In this post, we’re going to cover some of the most common cooling solutions for datacenters and also some new trends. Over the years, datacenters have seen substantial changes in how server room cooling was managed. Years back (say 15-20 years back), nobody really cared how much power was consumed to actually cool a server room. It’s just something that had to be done and the cooler the better. Then, all of a sudden somebody started talking about PUE’s (Power Usage Effectiveness) and they discovered that most of the Data Centers had PUE’s of 2.5 or even 3. Crazy times…!
For the last 10 years, we’ve seen a major focus on reducing datacenter PUE. It started simple with some minor “hacks” in the server room (like rack filler panels or simple precision cooling techniques) and now we’ve finally reached the point where you “need to be a green datacenter” and free air cooling are a must.
For now, let’s just get an overlook at the most common datacenter cooling methods around and a brief analysis of their pro’s and con’s:
1. Cold Aisle / Hot Aisle
We like to call it “the convection mayhem“. This is by far the most common cooling method across most of the worlds’ Data Centers and also one of the most inefficient. It’s so simple to implement and follows the principle of “the more power you burn, the cooler the server room will be“.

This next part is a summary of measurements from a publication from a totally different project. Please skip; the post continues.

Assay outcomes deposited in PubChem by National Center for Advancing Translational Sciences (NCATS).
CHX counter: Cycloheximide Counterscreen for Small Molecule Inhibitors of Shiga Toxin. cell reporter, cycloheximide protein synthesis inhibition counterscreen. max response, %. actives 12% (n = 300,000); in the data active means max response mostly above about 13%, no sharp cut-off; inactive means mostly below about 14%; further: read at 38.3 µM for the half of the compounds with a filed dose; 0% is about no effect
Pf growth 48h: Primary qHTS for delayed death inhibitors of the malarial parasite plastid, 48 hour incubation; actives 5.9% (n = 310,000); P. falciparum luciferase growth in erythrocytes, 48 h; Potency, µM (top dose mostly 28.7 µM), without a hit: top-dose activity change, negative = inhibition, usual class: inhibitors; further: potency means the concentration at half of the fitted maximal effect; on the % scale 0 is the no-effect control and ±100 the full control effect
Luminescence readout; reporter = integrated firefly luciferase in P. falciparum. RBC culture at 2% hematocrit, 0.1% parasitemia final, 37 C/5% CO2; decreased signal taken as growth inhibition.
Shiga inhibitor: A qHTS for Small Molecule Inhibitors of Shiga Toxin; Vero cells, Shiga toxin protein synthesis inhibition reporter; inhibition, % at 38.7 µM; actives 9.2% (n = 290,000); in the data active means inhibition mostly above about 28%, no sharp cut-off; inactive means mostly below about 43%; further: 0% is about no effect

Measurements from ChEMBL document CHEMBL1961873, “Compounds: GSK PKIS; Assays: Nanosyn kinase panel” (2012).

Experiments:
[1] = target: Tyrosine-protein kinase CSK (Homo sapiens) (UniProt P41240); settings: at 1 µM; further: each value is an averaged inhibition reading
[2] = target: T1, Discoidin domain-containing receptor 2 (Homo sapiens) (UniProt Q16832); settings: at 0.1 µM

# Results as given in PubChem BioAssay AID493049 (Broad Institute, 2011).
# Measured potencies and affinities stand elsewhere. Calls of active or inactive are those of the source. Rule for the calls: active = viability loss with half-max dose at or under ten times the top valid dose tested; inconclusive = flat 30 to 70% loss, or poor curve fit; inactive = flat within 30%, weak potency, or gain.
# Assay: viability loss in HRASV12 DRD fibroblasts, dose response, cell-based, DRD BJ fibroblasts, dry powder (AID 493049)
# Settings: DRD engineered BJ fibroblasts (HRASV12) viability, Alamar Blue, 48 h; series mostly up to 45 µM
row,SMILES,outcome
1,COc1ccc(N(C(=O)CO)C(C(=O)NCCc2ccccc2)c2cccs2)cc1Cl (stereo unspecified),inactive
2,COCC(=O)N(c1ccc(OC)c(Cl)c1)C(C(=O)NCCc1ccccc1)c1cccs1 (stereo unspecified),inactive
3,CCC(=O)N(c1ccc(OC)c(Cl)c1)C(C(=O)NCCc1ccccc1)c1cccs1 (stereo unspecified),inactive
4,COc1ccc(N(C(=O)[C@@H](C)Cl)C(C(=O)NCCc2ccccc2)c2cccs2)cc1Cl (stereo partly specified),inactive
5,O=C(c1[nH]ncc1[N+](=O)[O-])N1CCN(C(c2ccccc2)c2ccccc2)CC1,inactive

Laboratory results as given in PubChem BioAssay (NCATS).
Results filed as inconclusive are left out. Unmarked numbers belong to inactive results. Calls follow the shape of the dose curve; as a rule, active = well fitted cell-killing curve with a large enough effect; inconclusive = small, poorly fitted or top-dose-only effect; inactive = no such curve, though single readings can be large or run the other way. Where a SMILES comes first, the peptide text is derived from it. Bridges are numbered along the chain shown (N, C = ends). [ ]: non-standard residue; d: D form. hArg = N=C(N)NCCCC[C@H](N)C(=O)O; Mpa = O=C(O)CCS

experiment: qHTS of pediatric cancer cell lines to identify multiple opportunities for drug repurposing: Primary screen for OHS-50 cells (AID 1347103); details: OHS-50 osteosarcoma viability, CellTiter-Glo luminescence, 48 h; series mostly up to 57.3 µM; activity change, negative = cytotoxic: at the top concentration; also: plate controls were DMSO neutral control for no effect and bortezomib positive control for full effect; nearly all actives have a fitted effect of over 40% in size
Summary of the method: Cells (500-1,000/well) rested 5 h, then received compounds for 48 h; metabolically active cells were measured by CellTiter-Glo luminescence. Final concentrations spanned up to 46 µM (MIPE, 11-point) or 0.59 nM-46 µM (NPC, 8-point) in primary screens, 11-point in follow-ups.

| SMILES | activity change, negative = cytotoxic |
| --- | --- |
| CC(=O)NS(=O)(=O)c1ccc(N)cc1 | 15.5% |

By facing the inlet sides of the racks (cold aisles) with the outlet sides (hot aisles), you’re supposedly separating the cold air from mixing with the hot. As you can imagine, this is far from reality and what you can really notice in these server rooms and Data Centers are hot and cold air currents fighting with each other in a fierce-some and never-ending battle. The worst of all is that cold air never wins and you end up having to pump crazy amounts of it to try and get rid of the “hot spots” generated across the heavier-loaded racks. One of the biggest limitations with this method is precisely those heavy-loaded racks, you simply can’t have them.
Good news is that there’s a clear trend to move away from this inefficient and energy-consuming monster.
2. Cold or Hot Aisle Air Containment
We’ve been seeing this trend for at least 5 or 6 years now and it’s one of the easiest to retrofit into the previous method we’ve discussed. It’s achieved by physically isolating the possibility of the hot or cold air mixing and driving it directly from and to the CRAC unit.
The truth is, it actually works pretty well and reduces substantially the issues with “hot spots” and air mixing. Of course, the downsides are that you still need to control the pressures of your plenums (and everything that goes with it) and that you’re cooling or heating large areas that you really don’t need to.
3 . In-Rack Heat Extraction
This is where things start to get creative. There’s plenty of similar solutions on the market. The idea behind this Data Center (or better said, rack) cooling method is to extract the heat that’s generated inside the rack so that it doesn’t even go into the server room.